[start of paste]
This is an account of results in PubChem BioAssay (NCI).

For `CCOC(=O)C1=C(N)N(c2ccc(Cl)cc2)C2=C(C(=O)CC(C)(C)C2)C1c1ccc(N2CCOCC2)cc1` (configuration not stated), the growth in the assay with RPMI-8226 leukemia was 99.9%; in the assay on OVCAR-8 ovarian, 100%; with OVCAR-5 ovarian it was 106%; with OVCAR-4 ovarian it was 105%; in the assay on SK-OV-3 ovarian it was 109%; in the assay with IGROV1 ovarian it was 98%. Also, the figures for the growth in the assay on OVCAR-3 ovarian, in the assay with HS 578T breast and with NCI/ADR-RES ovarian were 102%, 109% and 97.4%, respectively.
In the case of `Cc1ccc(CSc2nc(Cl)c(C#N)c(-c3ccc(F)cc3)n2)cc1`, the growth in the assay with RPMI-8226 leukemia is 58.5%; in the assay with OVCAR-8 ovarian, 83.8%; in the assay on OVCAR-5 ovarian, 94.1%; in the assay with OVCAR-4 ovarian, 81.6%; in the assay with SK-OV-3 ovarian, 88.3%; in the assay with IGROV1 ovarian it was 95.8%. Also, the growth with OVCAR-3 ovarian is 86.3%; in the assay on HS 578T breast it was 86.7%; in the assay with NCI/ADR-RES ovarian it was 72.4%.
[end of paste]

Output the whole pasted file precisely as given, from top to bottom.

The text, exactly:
This is an account of results in PubChem BioAssay (NCI).

For `CCOC(=O)C1=C(N)N(c2ccc(Cl)cc2)C2=C(C(=O)CC(C)(C)C2)C1c1ccc(N2CCOCC2)cc1` (configuration not stated), the growth in the assay with RPMI-8226 leukemia was 99.9%; in the assay on OVCAR-8 ovarian, 100%; with OVCAR-5 ovarian it was 106%; with OVCAR-4 ovarian it was 105%; in the assay on SK-OV-3 ovarian it was 109%; in the assay with IGROV1 ovarian it was 98%. Also, the figures for the growth in the assay on OVCAR-3 ovarian, in the assay with HS 578T breast and with NCI/ADR-RES ovarian were 102%, 109% and 97.4%, respectively.
In the case of `Cc1ccc(CSc2nc(Cl)c(C#N)c(-c3ccc(F)cc3)n2)cc1`, the growth in the assay with RPMI-8226 leukemia is 58.5%; in the assay with OVCAR-8 ovarian, 83.8%; in the assay on OVCAR-5 ovarian, 94.1%; in the assay with OVCAR-4 ovarian, 81.6%; in the assay with SK-OV-3 ovarian, 88.3%; in the assay with IGROV1 ovarian it was 95.8%. Also, the growth with OVCAR-3 ovarian is 86.3%; in the assay on HS 578T breast it was 86.7%; in the assay with NCI/ADR-RES ovarian it was 72.4%.